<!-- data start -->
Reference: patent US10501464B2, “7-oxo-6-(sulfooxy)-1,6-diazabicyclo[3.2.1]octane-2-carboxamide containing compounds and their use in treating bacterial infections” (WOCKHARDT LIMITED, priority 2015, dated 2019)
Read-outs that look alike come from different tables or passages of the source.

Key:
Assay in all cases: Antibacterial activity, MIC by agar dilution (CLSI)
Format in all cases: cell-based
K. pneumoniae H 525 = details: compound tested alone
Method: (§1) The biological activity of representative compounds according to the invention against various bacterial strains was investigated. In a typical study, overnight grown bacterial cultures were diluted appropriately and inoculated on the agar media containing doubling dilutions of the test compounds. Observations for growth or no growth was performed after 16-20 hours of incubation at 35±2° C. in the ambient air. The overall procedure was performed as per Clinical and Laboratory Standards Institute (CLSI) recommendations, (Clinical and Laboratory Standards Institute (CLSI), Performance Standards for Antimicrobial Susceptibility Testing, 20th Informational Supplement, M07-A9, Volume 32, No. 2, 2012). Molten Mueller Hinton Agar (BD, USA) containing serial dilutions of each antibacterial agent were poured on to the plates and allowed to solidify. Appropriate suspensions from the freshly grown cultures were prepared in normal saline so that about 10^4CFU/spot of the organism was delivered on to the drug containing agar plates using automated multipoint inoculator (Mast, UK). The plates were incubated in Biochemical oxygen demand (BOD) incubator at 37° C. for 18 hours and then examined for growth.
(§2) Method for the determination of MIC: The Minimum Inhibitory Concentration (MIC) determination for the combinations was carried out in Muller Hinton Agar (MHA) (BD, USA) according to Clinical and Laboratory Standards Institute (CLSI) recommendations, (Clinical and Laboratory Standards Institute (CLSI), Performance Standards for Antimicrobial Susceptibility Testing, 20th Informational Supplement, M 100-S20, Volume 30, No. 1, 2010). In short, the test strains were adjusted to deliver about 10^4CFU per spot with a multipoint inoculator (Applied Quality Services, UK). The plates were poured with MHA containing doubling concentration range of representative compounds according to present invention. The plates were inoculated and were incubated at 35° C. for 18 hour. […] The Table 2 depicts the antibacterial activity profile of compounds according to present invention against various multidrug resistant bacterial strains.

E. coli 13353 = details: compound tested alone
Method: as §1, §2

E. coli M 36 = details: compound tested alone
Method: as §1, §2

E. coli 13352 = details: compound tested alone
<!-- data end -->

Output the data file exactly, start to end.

Reference: patent US10501464B2, “7-oxo-6-(sulfooxy)-1,6-diazabicyclo[3.2.1]octane-2-carboxamide containing compounds and their use in treating bacterial infections” (WOCKHARDT LIMITED, priority 2015, dated 2019)
Read-outs that look alike come from different tables or passages of the source.

Key:
Assay in all cases: Antibacterial activity, MIC by agar dilution (CLSI)
Format in all cases: cell-based
K. pneumoniae H 525 = details: compound tested alone
Method: (§1) The biological activity of representative compounds according to the invention against various bacterial strains was investigated. In a typical study, overnight grown bacterial cultures were diluted appropriately and inoculated on the agar media containing doubling dilutions of the test compounds. Observations for growth or no growth was performed after 16-20 hours of incubation at 35±2° C. in the ambient air. The overall procedure was performed as per Clinical and Laboratory Standards Institute (CLSI) recommendations, (Clinical and Laboratory Standards Institute (CLSI), Performance Standards for Antimicrobial Susceptibility Testing, 20th Informational Supplement, M07-A9, Volume 32, No. 2, 2012). Molten Mueller Hinton Agar (BD, USA) containing serial dilutions of each antibacterial agent were poured on to the plates and allowed to solidify. Appropriate suspensions from the freshly grown cultures were prepared in normal saline so that about 10^4CFU/spot of the organism was delivered on to the drug containing agar plates using automated multipoint inoculator (Mast, UK). The plates were incubated in Biochemical oxygen demand (BOD) incubator at 37° C. for 18 hours and then examined for growth.
(§2) Method for the determination of MIC: The Minimum Inhibitory Concentration (MIC) determination for the combinations was carried out in Muller Hinton Agar (MHA) (BD, USA) according to Clinical and Laboratory Standards Institute (CLSI) recommendations, (Clinical and Laboratory Standards Institute (CLSI), Performance Standards for Antimicrobial Susceptibility Testing, 20th Informational Supplement, M 100-S20, Volume 30, No. 1, 2010). In short, the test strains were adjusted to deliver about 10^4CFU per spot with a multipoint inoculator (Applied Quality Services, UK). The plates were poured with MHA containing doubling concentration range of representative compounds according to present invention. The plates were inoculated and were incubated at 35° C. for 18 hour. […] The Table 2 depicts the antibacterial activity profile of compounds according to present invention against various multidrug resistant bacterial strains.

E. coli 13353 = details: compound tested alone
Method: as §1, §2

E. coli M 36 = details: compound tested alone
Method: as §1, §2

E. coli 13352 = details: compound tested alone